British art historian Hugh Honour wrote that entering Venice in any way other than by sea is like entering a palace through the back door. The reason being that the presentation and pomp of the Italian city — and of particular affection to Honour, the approach from the sea to the church of Santa Maria della Salute — is as much a part of the city culture as the canals are. To maneuver around a city whose canal system is as established as Venice’s without using the canals means you haven’t done Venice the right way.
I had Hugh Honour on the brain at 7 a.m. when I drew the drapes in my room at the Westin Playa Bonita in Panama City and got my first daylight glimpse of my surroundings, because what I saw was nothing short of an absolute revelation.
I’d taken a flight from Dallas/Fort Worth the previous evening and landed at around 11 p.m. Panama time. Then came a 45-minute cab ride to my hotel on the Pacific Ocean side of the country. I’d never been to Panama, but there’d been a lotof talk in travel circles lately about the emergence of this Central American country as a major commercial, cultural and medical hub. To that end, it was rumored that you couldn’t throw a rock in Panama without hitting a crane because of all the construction. Which was why I decided to visit when I did: I like watching a city grow; I like watching a population slowly adapt and welcome its new neighbors before the proliferation of ?McDonald’s and Walmarts.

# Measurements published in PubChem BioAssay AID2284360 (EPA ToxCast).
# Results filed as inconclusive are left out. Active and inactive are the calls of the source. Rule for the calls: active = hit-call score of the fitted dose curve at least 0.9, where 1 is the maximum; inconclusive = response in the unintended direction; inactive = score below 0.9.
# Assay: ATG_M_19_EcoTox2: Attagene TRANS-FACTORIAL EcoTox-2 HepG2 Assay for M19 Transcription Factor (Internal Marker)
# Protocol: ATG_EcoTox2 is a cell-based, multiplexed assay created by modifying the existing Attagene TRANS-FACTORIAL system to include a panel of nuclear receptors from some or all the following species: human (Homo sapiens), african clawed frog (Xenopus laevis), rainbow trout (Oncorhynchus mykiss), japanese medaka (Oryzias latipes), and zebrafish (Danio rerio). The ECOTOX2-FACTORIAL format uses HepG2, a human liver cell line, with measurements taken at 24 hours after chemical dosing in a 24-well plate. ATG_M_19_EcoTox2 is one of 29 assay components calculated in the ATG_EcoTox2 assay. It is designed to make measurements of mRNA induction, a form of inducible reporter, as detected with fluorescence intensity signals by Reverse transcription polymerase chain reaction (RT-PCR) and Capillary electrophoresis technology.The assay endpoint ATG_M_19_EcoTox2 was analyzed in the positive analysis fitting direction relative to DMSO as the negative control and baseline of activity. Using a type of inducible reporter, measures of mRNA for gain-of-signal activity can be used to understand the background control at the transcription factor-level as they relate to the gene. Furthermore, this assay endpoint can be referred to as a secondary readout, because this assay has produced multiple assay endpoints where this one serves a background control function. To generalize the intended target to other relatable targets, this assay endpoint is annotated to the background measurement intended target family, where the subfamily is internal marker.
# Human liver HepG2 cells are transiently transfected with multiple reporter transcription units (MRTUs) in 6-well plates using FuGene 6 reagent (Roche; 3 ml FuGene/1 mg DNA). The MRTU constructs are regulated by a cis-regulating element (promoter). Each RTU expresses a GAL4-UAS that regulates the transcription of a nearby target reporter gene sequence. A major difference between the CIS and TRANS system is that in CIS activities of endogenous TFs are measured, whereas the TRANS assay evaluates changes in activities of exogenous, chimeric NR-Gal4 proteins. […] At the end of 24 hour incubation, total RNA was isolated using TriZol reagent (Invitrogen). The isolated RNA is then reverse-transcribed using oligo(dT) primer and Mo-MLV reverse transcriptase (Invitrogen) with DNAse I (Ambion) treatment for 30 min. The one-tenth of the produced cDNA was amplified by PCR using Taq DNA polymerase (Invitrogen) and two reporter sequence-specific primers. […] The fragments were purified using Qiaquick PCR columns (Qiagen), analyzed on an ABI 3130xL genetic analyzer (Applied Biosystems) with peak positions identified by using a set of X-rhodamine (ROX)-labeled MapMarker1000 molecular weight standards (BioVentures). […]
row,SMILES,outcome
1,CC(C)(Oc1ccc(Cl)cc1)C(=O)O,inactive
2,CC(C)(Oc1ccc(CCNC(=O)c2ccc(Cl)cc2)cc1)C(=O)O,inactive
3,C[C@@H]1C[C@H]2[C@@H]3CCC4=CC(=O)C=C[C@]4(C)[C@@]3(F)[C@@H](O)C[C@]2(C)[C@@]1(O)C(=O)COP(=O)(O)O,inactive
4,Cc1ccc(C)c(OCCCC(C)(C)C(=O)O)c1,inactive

During that cab ride from the airport, the first shock I had was passing through downtown Panama City. It is gigantic. More skyscrapers than in Cleveland, and more first-world. The second shock I had was when we passed the actual downtown of Panama City, whose skyline is very similar in size and aesthetic to Miami. If I hadn’t just cleared customs, I’d never have believed I was in Central America — and I was still in the cab. My boots-on-the-ground tour of the town, however, would confirm that Panama City is wrestling with growing pains. But that was still a night and a wake-up away.
The cab dropped me off at the opulent threshold of the Westin Playa Bonita. The place was spectacular and teeming with life, even at midnight on a Tuesday. I checked in, threw my backpack on the bed and opened my drapes, which is an old habit with me whenever I’m on the road. To say my view was spectacular would be a tired but appropriate cliché. The hotel was in a half-moon bay, flanked on the one side by cliffs and on the other by a strip of restaurants and shops. Unfolding in front of me was the azure Pacific Ocean. I took a seat on my balcony and observed the beautiful scene in front of me, the lights of the east bank twinkling in the early-morning hours and the moonlight’s illumination of the tree-lined cliffs to the west. It was the perfect welcome present from the Republic of Panama. As was the plush hotel room. I was zonked from the trip, so I pulled the shades and went to sleep.
Another old habit with me when I travel is that as soon as I wake up, I pull open the drapes and go on the balcony. Only this time, I was amazed at what I saw, as was Time magazine’s Joel Stein, who wrote this issue’s cover story (page 44).
The twinkling lights of the east bank from the night before weren’t those of restaurants or shops, as I had assumed. Rather, what I saw in the daylight was a line of gigantic boats that stretched as far as the eye could see. The freighters and cruise ships were waiting their turn — up to 14 hours or more — to pass through the Panama Canal, which is only six miles from the hotel. To see that much commerce lined up while knowing the history of the canal and what it means to global business (coupled with the fact that the night before, I thought I was looking at a line of strip malls) was a rousing moment. The very next day, I went to the canal. And I came away believing that traveling to Panama City and not stopping at the canal is akin to entering a palace through the back door.